This is a review of the Venus flytrap research article: “Complete hunting cycle of Dionaea muscipula: Consecutive steps and their electrical properties” by Volkov, et al., published in the Journal of Plant Physiology, 2011.
I found a couple of interesting ideas in this research. The first of which is the authors’ description of the stages of trap closing and opening on a Venus flytrap. This paper describes five stages of the trap closing and opening cycle.
When the trap has captured no prey, stage 4 does not occur. What may be new to a lot of readers is that they describe two stages of closing before the sealed digestion stage. The article’s authors support this distinction with measurements. many flytrap owners have probably observed that immediately after closing, the trap does, indeed, shut more and more before the edges seal together. It is this slow tightening of the cilia (teeth) that they describe as ‘locked.’
Much like this locked stage of closing, the authors also described another stage of opening which they call semi-open. They say that the trap will open to the semi-open stage first, then take another day to return to the fully open position. This leads us to the second interesting idea in this article.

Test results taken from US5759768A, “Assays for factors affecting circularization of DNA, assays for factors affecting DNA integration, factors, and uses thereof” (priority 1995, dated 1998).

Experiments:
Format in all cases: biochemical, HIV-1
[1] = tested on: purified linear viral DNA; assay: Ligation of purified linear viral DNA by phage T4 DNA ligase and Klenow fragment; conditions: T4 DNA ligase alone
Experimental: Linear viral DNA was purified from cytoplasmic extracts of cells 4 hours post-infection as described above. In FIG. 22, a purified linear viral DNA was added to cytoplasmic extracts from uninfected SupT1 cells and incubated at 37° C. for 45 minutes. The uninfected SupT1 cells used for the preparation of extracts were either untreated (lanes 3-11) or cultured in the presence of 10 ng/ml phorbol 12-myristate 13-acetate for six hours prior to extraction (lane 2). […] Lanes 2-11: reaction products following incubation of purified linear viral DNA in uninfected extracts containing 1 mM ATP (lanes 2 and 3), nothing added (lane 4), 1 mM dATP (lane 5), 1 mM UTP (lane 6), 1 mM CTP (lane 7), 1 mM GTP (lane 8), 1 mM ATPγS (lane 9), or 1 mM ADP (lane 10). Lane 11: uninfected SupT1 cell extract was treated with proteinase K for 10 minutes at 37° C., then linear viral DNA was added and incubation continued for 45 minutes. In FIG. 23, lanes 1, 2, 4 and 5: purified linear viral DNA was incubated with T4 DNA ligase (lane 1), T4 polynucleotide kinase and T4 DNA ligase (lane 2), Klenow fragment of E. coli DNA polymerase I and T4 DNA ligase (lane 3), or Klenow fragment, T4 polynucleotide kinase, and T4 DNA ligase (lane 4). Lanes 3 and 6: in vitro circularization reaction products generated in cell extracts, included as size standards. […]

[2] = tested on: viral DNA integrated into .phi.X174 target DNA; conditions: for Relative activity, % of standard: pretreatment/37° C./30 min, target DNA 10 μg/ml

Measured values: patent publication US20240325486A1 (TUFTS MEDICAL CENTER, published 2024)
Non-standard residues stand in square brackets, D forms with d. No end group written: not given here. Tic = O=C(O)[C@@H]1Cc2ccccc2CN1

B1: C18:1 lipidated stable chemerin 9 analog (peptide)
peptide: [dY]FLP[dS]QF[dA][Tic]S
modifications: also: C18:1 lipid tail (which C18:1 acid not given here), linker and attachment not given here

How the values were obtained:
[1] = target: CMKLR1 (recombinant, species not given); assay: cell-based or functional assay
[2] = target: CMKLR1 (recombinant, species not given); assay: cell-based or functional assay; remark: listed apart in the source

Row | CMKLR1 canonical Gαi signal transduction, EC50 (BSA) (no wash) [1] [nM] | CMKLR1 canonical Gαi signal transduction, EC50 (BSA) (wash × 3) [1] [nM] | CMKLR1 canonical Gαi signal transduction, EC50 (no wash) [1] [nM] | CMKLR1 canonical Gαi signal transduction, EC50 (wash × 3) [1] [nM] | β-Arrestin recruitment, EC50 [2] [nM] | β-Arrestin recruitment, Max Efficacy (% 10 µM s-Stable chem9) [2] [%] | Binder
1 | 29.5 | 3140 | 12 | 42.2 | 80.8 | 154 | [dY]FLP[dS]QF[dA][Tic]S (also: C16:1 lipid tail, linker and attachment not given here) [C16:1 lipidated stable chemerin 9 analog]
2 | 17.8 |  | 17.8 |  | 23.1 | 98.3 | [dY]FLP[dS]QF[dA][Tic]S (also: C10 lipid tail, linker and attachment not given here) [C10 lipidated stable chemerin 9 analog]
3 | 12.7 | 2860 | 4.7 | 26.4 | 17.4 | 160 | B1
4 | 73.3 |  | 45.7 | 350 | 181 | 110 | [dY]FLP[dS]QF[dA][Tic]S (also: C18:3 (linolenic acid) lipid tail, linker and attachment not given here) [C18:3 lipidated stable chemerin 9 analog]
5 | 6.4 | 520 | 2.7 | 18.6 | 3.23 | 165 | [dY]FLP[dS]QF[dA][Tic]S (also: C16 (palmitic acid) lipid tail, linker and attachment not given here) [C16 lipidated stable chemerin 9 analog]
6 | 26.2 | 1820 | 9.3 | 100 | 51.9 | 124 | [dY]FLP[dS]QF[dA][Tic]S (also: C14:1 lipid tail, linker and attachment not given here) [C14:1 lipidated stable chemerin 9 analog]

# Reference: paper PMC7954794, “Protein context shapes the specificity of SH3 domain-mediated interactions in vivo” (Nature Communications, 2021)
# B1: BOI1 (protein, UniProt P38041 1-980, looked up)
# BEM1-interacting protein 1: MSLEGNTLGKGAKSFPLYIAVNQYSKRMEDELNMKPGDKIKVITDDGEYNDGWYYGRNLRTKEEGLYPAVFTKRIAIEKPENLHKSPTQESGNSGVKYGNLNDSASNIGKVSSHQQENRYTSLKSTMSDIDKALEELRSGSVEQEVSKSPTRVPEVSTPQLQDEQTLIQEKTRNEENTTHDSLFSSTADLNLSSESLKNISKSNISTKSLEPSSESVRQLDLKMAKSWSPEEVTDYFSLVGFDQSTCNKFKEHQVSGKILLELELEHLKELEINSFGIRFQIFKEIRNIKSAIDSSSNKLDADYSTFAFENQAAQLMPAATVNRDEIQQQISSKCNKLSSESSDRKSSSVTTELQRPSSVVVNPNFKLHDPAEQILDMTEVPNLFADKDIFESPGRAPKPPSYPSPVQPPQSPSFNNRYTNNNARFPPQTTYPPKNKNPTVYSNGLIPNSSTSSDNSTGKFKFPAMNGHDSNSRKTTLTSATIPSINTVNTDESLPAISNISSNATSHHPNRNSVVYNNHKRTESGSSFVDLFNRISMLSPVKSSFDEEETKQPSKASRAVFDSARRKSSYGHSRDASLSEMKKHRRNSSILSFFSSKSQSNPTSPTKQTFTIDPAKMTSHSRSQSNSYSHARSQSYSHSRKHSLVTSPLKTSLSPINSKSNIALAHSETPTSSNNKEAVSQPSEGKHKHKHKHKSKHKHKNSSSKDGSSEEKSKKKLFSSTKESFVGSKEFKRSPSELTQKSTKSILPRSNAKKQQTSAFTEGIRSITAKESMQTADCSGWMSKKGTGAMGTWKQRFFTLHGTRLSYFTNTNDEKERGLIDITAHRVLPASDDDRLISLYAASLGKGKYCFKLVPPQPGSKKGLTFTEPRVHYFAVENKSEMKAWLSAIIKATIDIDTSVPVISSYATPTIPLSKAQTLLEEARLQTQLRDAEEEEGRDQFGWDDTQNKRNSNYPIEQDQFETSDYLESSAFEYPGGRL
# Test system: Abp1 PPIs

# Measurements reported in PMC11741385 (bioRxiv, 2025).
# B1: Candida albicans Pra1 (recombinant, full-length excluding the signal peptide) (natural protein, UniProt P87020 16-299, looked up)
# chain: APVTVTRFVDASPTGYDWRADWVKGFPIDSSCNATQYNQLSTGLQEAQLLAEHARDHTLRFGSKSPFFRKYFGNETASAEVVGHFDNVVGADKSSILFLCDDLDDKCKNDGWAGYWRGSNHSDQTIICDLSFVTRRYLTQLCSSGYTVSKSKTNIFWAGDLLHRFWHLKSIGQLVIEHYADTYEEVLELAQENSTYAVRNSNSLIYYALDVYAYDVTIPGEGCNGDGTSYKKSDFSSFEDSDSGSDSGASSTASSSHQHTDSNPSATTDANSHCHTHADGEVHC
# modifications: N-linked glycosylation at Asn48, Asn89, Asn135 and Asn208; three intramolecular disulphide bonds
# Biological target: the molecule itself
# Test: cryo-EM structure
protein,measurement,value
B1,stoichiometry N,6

The authors point out that much of the energy used for closing of a trap is stored as potential energy in the two sides of the trap. This happens because the trap is open so far that the sides are even turned slightly inside out, effectively spring-loading them. So when a trap re-opens, first it opens to the semi-open state, then takes some additional time to reset to the fully open, spring-loaded state. Interestingly, the authors point out that a trap that is not fully open will close very slowly. I’m sure many a flytrap owner has seen this kind slow closing on occasion, though may not have paid it much attention. It makes sense that the traps cannot close quickly until they are fully open and re-loaded with potential energy.
Many readers know that Venus flytrap movement is powered by water being pumped into and out of cells (an osmotic motor). This is true. This article does not suggest otherwise. They are simply pointing out that the wide opening of a trap (still water-driven) sets up an additional spring-loaded situation.
Most of the this article was an investigation into electrical stimulation of traps and measurements of the effects. It produced much technical data that would be of no practical use to most of our audience here.